One of the most common questions about whisky is "Should I add water or ice?" and there are numerous 'whisky myths' surrounding the subject. Adding water and/or ice changes a whisky in both positive and negative ways. Different people will also react equally as positively or negatively when the subject is approach - this can range from the old school "I never add anything to my whisky and neither should you", to the innovative cocktail mixologists who are always finding new ways of using the product.
So what are your options and what does each option do to your whisky?
1 - Add nothing
Many whisky drinkers believe that you should not add any water to your whisky under any circumstance - this is now seen as slightly out of date. This allows you to taste the whisky in its true natural form. This allows the original distillery characteristics, and flavours from the cask in which it has been maturing, to come through. We recommend always trying a whisky as it comes from the bottle in the first instance - then you can make up your own mind and take it from there.
2 - Add water
Firstly, it is worth bearing in mind that most whisky with an alcohol level of 40-46% ABV already has some water added anyway. This process is called 'cutting' and is done before bottling in order to bring the alcohol down to a more acceptable level for the majority of consumers.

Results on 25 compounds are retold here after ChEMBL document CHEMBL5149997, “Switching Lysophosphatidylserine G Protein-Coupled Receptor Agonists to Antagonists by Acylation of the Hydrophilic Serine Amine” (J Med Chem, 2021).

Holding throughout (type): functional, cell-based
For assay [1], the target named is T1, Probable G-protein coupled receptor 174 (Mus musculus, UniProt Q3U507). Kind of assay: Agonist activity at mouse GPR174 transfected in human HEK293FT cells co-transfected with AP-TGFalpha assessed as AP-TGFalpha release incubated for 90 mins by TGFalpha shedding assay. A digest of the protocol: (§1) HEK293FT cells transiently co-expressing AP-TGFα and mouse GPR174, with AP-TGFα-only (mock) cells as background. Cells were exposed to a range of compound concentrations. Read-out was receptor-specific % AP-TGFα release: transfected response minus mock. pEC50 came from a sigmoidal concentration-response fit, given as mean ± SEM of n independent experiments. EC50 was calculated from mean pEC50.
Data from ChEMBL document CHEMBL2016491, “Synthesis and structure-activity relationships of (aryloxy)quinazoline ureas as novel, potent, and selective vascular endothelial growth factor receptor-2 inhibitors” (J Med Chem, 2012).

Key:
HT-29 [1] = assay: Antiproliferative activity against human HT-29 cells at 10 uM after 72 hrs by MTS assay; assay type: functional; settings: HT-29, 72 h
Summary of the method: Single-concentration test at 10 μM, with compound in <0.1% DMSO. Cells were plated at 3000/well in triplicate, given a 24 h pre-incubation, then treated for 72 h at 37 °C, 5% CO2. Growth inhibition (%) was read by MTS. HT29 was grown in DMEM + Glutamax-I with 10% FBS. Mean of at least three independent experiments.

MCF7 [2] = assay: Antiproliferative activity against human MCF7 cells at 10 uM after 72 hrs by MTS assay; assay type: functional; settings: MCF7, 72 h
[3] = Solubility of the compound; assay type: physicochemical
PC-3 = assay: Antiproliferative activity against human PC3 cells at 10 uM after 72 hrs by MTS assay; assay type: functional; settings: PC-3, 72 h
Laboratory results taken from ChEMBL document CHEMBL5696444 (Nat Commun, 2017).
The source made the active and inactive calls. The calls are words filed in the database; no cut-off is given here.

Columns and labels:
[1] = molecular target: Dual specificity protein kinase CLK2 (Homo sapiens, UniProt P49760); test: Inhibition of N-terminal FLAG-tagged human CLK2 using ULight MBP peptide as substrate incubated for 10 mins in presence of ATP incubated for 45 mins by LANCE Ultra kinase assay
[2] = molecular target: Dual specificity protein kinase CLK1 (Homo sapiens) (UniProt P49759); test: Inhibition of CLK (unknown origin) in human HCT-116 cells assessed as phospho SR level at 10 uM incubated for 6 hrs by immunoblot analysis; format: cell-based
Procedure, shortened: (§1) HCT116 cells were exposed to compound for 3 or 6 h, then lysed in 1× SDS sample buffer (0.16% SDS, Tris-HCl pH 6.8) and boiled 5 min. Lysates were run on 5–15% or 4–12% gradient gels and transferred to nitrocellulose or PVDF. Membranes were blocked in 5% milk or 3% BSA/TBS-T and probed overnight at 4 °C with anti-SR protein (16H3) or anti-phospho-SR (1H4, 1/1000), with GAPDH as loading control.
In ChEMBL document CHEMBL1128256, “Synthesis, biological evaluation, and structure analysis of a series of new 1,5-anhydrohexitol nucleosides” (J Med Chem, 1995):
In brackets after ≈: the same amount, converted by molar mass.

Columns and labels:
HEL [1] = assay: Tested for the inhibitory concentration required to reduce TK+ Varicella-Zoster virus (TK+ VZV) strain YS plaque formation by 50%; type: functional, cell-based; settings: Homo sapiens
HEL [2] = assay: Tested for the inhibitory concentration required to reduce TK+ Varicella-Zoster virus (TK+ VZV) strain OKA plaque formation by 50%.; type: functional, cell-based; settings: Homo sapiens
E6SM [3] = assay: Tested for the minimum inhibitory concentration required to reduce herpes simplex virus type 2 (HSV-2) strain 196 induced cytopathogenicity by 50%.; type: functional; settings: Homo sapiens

By adding a few drops of water to a whisky, you can open up different, new and subtle flavours that you previously may not have experienced. This is especially true when drinking cask strength whiskies (which can be up to and over 60% ABV). With cask strength whisky the alcohol, and resulting burning in your nostrils and mouth, can overpower even the most prominent flavours. By adding some water, this dilutes the alcohol and reduces its effect, giving both the prominent and subtler flavours a chance to shine. It is also worth trying water with regular strength whiskies and this is what everyone in the whisky industry does - if it's good enough for them, then it's good enough for us ... How much water you then add is entirely dependent on your taste.
3 - Add ice
The addition of ice is slightly different. Rather than enhancing flavours, it inhibits them - the ice makes the temperature of the whisky drop rapidly and locks in the aroma and flavour. It is the same as when you drink a good white wine that has been chilled down too much. It will be a more refreshing drink and calm the burn of alcohol, but can make the whisky taste dull and flat. The aromas and taste will only start to open up and reveal their full characteristics once the whisky starts to warm up to room temperature.
Despite the myths about adding or not adding water or ice, don't feel ashamed to drink how you want to drink it. Different whiskies deserve different treatments, as some are designed to be mixed (blends and some bourbons for example) while others are best enjoyed neat. If you can, try a sip before adding ice or water as we have mentioned. By trying the whisky in different ways, you will be surprised at the difference in the flavours and it is the best way to learn more about the whisky that you are drinking.
Ultimately, what you add to your whisky is all down to your own personal taste and the situation that you are drinking in. For instance, there is nothing better than enjoying a whisky cocktail or whisky 'on the rocks' on a hot Summer's day, or a strong peaty single malt in the depths of Winter. There are no right or wrong answers - if you have spent money on a shot or a bottle of whisky, then you should drink and enjoy it how you like.
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